Decentralised electricity production and constructing generation sources as close as possible to end users is a general European trend. It is obvious that renewable energy sources (RES) have more advantages over fossil fuels: "green" energy is environmentally neutral and its sources can be installed directly near the consumer. Especially photovoltaic and wind power plants are leaders in a decentralised generation.
Creating a new source of power production is a process that requires a significant amount of investment. One way to raise capital is to create an energy cooperative. Energy cooperatives are associations of individuals, businesses and organisations. Their goal is to implement various local renewable energy projects. They aim to produce green energy in a decentralised, environmentally friendly manner, independent of companies and concerns.
Legislative regulation of energy cooperatives
The trend towards the development of energy cooperatives is encouraging lawmakers to change the legal framework for the implementation of energy projects. What do current Ukrainian laws say about this? The activities of energy cooperatives are regulated, among other things, by the Laws of Ukraine "On Alternative Energy Sources", "On Cooperation" and "On Consumer Cooperation". Energy cooperatives are legal entities that produce, procure or transport fuel and energy resources. They can also provide other services that meet the needs of members of the cooperative or the local community and are aimed at making a profit.
What is the logic of an energy cooperative? For example, a private individual who is not a core investor in the electricity sector can invest a part in a solar or wind power plant and receive a steady income from the electricity sold by the energy cooperative. The model of selling the electricity produced by the cooperative to the State Enterprise "Guaranteed Buyer" at the green tariff is quite convenient ("Guaranteed Buyer" is a state-owned trader that buys electricity from producers under feed-in tariffs and sells this electricity on the organised day-ahead and intraday markets). However, compared to the rate introduced in 2009, the current cost of selling electricity at the green tariff has significantly decreased. Therefore, the members of an energy cooperative may decide to sell their electricity to another buyer by the decision of the general meeting. What is required for this?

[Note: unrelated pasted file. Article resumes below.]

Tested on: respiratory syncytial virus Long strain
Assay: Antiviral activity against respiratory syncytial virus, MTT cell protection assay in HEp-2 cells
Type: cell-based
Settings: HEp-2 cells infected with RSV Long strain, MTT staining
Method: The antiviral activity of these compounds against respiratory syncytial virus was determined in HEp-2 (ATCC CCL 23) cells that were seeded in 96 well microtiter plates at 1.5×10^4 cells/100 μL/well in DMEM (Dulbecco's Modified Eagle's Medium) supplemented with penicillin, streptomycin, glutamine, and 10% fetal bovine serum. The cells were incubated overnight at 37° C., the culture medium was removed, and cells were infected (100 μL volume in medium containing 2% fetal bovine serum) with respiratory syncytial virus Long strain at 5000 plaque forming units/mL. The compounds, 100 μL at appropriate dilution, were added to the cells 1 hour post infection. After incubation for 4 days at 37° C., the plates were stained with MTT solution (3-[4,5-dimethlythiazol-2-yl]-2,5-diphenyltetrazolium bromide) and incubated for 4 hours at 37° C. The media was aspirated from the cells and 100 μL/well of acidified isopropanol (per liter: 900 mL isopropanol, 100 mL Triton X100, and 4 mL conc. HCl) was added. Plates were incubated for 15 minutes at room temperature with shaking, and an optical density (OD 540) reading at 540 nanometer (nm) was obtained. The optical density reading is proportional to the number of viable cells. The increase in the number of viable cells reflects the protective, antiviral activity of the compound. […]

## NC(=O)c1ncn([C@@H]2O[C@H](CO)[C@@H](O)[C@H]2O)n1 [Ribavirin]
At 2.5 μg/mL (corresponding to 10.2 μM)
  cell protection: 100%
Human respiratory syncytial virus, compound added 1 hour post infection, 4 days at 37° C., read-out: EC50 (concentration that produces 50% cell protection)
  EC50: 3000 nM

Withdrawal from the balancing group of Guaranteed Buyer
In July 2022, the Law "On Peculiarities of Regulation of Relations in the Natural Gas Market and in the Field of Heat Supply during the Martial Law and Subsequent Restoration" (No. 7427) was adopted. It significantly liberalises the procedure for replacing the Guaranteed Buyer, which guarantees the purchase of all electricity produced, with another trader.
Thus, cooperatives that produce renewable energy and sell it at a green tariff or auctions have the right to withdraw from the balancing group of the Guaranteed Buyer following the relevant market rules and requirements. In this case, the electricity purchase and sale agreement under the feed-in tariff or the auction-based support agreement is temporarily suspended. As a result, an additional agreement on the suspension of the contract is concluded between the Guaranteed Buyer and the cooperative. Energy cooperatives have the right to re-enter the balancing group of the Guaranteed Buyer and renew the power purchase agreement at the feed-in tariff.